Sieges are certainly a big draw, though; keeps and castles have considerable defenses in addition to the enemy players themselves. While it's possible to eventually destroy walls and gates by hand, you'll almost certainly need to employ siege weapons to speed up the process. This causes this great ebb and flow as players inside of the castles form up to make raids against the enemy's siege weapons, only to have the tide of players shift and be driven back inside again. I'd highly advise keeping a ranged weapon on hand though, or you're likely to get mobbed. One last interesting aspect to World vs. World is that player and monster kills still award loot and experience. While you won't be losing or looting any actual items, it does mean that if you so choose you can level entirely in the World vs. World zones by defeating players and discovering various points on the map.
If you're the sort that loves to fully explore a world, Guild Wars 2 not only offers an interesting setting but also rewards you for seeing it all. Every zone is littered with points of interest and vistas, and you'll accrue experience and items for finding them and for tracking down all 100% of them in a map. The vistas are especially fun since they frequently involve some kind of platforming, and in addition to the experience points, you're rewarded with lovely view of the surrounding area. Some of the most fun I had during the events was puzzling out how to get on top of something to reach a certain vista, and it's great that I'm not falling behind the leveling curve in order to satiate my curiosity and sense of adventure. It's just one more way that Guild Wars 2 separates progression from killing X number of Y.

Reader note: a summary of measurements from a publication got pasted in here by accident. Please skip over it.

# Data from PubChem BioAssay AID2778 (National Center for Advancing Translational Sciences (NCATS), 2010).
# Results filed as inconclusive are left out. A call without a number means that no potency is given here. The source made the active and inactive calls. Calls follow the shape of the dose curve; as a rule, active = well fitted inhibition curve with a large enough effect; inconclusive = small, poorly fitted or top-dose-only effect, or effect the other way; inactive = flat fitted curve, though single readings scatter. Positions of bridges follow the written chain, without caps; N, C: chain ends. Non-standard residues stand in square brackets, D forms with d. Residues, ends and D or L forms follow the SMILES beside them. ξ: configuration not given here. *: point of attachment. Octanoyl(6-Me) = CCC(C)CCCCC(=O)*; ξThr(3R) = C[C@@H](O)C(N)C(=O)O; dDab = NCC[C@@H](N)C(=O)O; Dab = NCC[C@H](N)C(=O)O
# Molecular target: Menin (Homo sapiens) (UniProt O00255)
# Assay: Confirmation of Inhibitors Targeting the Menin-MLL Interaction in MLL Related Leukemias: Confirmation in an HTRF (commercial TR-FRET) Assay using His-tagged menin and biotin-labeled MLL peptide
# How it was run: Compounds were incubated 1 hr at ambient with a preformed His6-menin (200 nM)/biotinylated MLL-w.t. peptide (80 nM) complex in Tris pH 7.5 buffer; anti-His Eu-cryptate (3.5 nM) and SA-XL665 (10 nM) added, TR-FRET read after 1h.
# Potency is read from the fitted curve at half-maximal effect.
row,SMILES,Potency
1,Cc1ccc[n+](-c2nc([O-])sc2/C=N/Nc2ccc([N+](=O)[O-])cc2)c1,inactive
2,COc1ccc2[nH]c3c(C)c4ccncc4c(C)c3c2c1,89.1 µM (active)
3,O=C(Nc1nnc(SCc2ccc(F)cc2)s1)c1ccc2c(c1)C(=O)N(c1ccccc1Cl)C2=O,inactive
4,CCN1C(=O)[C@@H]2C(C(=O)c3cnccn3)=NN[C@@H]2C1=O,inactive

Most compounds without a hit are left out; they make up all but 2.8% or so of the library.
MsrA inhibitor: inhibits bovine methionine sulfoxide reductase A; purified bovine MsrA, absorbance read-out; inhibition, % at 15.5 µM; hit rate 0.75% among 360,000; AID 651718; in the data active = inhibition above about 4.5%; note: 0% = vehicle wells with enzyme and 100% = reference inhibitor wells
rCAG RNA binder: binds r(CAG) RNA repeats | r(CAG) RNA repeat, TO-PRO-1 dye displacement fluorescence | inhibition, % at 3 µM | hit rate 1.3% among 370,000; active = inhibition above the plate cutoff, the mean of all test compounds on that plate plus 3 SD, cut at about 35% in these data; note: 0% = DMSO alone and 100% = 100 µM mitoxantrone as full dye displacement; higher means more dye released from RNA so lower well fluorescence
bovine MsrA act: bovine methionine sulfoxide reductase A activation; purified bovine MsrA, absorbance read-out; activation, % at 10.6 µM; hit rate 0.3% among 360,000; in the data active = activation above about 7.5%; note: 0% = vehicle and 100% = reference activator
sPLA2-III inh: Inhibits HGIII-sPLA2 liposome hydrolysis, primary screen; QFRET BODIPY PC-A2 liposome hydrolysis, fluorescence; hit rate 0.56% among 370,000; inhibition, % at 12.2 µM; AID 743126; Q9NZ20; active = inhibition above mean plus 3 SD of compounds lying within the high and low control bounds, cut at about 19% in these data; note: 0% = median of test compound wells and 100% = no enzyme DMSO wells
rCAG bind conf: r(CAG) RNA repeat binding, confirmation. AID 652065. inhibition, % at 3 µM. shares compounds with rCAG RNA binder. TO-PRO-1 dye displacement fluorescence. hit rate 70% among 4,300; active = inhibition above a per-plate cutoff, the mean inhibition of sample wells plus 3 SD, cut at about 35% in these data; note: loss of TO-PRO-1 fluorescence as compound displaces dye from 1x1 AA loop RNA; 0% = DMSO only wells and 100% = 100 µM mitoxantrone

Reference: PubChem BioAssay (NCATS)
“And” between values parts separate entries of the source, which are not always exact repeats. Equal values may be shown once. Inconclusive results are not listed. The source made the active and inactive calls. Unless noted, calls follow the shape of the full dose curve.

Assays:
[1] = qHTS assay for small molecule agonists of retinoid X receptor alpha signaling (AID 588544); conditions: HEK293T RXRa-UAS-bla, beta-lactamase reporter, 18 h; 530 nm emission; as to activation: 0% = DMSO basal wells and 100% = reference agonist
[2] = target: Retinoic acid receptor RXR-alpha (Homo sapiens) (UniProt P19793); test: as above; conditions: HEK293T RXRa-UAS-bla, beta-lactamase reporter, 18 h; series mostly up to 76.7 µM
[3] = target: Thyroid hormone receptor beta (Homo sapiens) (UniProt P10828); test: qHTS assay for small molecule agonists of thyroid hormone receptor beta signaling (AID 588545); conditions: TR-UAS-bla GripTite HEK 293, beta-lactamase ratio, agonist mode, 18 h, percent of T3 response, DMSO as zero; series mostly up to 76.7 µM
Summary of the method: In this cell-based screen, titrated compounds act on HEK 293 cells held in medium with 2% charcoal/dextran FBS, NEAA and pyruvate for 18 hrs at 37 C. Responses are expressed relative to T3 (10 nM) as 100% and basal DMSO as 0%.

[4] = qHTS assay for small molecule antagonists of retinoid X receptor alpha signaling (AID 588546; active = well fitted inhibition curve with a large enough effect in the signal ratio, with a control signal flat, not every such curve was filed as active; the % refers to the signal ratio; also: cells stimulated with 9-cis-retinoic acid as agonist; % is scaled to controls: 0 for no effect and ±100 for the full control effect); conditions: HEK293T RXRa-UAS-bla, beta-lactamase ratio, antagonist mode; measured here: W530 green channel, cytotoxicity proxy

For this final beta weekend, the last two races were made available. Both of them play on some existing fantasy stereotypes, but they are different enough to keep things interesting and not become straight rips from Tolkien. The Asura fit right in with the short stature, intelligent and slightly mad genius that gnomes and dwarfs might normally fill, but they draw from a very different aesthetic. Instead of steampunk, their technology has more a fantasy sci-fi feel, and they look more visually similar to Stich than to Gimli. Likewise, the Sylvari draw on many of the typical elven notes, humanoids that trend on the slighter body type and have a love for nature, but the Sylvari literally are nature. These sentient plants have a really interesting design in that while other fantasy creatures like ents are distinctly plants given motion, Sylvari's features are the plants themselves, like leaves forming the resemblance of hair. Between these new two races, the gigantic size of the Norn, the bestial look of the Charr and the blank slate of humans combined with all the various items transformations and dyes, you shouldn't have any problems constructing great unique looking characters.
While the beta is over, and even though I'll need to recreate my stabby thief Slycne again, I eagerly awaiting release. There are a few things that remain to be seen if they'll pan out favorably. For instance, we haven't seen what the end game is like and what engine optimization we can expect remains to be done. Overall though, World of Warcraft may have ushered in the current generation of MMOs, but Guild Wars 2 has the potential to carry the genre forward again.